This week’s Crackers and Grape Juice episode addressed the question “Is Jesus the only way to God?” We answered this question as we answer most questions by saying it depends on what you mean. The most common Bible verse that people cite when they make a claim about Christ’s exclusivity is John 14:6, where Jesus says, “I am the way, the truth, and the life; no one comes to the Father except through me.” Like many biblical proof-texts, this one is usually taken completely out of context.
When Jesus says he’s the way, the truth, and the life, he wasn’t answering a question about whether Buddhists and Hindus go to hell; he was reassuring Thomas, who had said, “Lord, we do not know where you are going. How can we know the way?” (John 14:5). One of the first things we need to admit about Jesus’ statement is that it’s very cryptic. He used three specific words: way, truth, and life. Clearly, he had a specific meaning. But we can only speculate about the meaning of these words based on the context of John 14. He doesn’t spell out how he is the way, the truth, or the life, which means that we can only speculate about how people come to the Father through Jesus based on this verse.
A friend shared an important quote from NT Wright today on Facebook: “Very often people have come to the New Testament with the presumption that ‘going to heaven when you die’ is the implicit point of it all… They acquire that viewpoint from somewhere, but not from the New Testament.” People who superimpose the evangelical afterlife insurance gospel onto John 14 turn “coming to the Father” into “going to heaven” without even thinking about it, just like they presume the word “save” means “allow into heaven” every time it’s used in the New Testament, which isn’t a valid assumption at all.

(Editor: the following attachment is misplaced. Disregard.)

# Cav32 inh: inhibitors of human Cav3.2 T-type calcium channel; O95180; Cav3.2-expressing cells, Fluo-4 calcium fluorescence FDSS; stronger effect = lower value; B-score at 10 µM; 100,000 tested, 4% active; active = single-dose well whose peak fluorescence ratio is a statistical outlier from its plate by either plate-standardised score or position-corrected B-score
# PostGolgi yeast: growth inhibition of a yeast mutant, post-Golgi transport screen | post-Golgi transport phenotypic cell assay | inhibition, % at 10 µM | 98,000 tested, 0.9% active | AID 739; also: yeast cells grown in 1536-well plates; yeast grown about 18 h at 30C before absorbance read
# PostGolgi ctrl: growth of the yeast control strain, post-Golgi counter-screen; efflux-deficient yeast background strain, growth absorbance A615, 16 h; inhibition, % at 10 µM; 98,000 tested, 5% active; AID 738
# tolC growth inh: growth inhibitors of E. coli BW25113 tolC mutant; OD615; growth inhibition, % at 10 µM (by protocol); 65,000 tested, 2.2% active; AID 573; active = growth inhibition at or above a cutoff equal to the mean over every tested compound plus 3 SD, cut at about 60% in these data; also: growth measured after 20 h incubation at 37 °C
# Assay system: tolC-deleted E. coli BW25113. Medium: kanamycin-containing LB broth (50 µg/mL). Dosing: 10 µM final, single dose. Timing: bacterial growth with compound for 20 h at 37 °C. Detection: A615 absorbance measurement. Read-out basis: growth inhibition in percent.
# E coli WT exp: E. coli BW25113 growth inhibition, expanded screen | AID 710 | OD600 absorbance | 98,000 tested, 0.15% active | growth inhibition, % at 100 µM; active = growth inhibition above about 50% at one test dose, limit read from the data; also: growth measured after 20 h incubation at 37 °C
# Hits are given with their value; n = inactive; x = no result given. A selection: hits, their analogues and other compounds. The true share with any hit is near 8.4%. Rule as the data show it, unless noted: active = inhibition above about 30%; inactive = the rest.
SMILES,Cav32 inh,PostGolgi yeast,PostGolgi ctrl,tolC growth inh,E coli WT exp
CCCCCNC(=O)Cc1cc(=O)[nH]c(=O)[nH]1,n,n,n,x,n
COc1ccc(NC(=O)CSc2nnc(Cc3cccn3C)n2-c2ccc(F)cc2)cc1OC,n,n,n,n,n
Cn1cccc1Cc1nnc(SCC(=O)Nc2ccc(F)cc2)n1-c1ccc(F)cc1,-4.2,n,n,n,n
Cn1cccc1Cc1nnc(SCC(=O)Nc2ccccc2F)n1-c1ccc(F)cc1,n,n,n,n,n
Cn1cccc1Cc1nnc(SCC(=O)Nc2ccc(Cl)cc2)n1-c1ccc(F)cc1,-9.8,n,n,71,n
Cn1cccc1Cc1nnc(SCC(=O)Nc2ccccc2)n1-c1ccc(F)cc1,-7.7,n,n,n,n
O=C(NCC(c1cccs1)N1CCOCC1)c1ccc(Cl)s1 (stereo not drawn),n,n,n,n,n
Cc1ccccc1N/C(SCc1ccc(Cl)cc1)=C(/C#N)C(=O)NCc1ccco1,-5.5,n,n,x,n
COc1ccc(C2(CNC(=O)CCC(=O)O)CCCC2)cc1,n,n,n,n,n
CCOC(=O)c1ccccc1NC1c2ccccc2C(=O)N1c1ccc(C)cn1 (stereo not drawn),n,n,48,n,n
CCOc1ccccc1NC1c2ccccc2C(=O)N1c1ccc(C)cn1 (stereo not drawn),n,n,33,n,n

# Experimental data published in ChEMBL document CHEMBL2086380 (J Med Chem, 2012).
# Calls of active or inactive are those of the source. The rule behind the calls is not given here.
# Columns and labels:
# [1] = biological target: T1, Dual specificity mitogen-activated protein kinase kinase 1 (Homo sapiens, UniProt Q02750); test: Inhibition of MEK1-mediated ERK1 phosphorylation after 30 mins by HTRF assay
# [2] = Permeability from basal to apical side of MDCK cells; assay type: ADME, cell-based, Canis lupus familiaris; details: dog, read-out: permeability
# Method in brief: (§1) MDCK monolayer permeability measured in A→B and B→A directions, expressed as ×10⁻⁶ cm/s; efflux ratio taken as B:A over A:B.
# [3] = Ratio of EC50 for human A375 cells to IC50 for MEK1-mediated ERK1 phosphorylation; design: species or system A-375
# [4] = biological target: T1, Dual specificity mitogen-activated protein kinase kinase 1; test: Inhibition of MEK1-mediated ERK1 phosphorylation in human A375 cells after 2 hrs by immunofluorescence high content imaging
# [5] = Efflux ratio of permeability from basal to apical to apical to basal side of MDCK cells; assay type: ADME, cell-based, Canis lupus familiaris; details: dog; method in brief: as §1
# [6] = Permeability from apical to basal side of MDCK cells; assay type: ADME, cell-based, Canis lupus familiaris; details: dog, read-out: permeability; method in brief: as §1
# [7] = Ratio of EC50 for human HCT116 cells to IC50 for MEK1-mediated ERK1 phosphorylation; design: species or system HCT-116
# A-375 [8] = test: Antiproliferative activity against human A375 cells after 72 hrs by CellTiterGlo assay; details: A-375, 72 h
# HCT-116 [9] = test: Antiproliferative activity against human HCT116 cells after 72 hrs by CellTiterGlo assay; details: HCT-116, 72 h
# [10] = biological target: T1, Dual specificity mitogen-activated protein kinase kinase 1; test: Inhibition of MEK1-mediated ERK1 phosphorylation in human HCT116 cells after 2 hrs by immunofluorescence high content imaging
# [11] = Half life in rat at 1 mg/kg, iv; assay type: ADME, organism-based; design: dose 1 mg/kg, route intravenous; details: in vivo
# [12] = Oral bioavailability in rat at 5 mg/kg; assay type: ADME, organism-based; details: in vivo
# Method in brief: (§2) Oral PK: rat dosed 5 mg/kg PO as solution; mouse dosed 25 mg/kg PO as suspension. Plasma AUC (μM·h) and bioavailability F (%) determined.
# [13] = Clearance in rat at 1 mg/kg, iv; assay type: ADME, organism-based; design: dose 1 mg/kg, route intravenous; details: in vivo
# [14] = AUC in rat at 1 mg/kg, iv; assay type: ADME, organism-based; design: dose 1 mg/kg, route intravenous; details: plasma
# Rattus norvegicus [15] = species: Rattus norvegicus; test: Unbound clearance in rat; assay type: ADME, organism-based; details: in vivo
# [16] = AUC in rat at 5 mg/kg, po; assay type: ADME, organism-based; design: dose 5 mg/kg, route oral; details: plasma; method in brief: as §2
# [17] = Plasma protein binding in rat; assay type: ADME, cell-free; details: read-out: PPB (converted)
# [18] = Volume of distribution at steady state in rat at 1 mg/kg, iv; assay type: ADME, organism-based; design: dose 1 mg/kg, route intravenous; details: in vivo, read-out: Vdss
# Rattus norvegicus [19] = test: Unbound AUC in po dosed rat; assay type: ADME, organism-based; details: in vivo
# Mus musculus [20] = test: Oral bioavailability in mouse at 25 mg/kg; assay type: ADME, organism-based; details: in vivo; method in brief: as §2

If we want to find a better way to interpret John 14:6, we need to keep reading in the passage. Verse 7 says, “If you know me, you will know my Father also. From now on you do know him and have seen him.” This prompts a reaction from Philip, who says, “Lord, show us the Father, and we will be satisfied.” And Jesus responds, “Have I been with you all this time, Philip, and you still do not know me? Whoever has seen me has seen the Father. How can you say, ‘Show us the Father’? Do you not believe that I am in the Father and the Father is in me?”
In other words, the focal point of John 14 is not the eisegetical modern concern with getting into heaven. It’s about how Jesus exclusively reveals the Father. Unless this passage is completely non-sequitur, that’s the point of Jesus saying he is the “way” to the Father. It’s not that there’s some magic prayer we say about Jesus or propositional declaration we make about Jesus that gets us into heaven; it’s that Jesus shows us exactly what the Father is like in a way that nobody else ever has.
So what does this mean about other religions? Does it mean they’re not really worshiping God? Do we have to believe that every other religion is the connivance of a demon if we’re going to believe that Christianity is right? Do other religions have to be completely wrong?
Perhaps it’s helpful to look at how the apostle Paul handled his encounter with the religion of the Athenians in Acts 17. He says in his speech to them: “As I went through the city and looked carefully at the objects of your worship, I found among them an altar with the inscription, ‘To an unknown god.’ What therefore you worship as unknown, this I proclaim to you” (Acts 17:23). Then he goes on to share the gospel with them using words from their religious canon to explain it.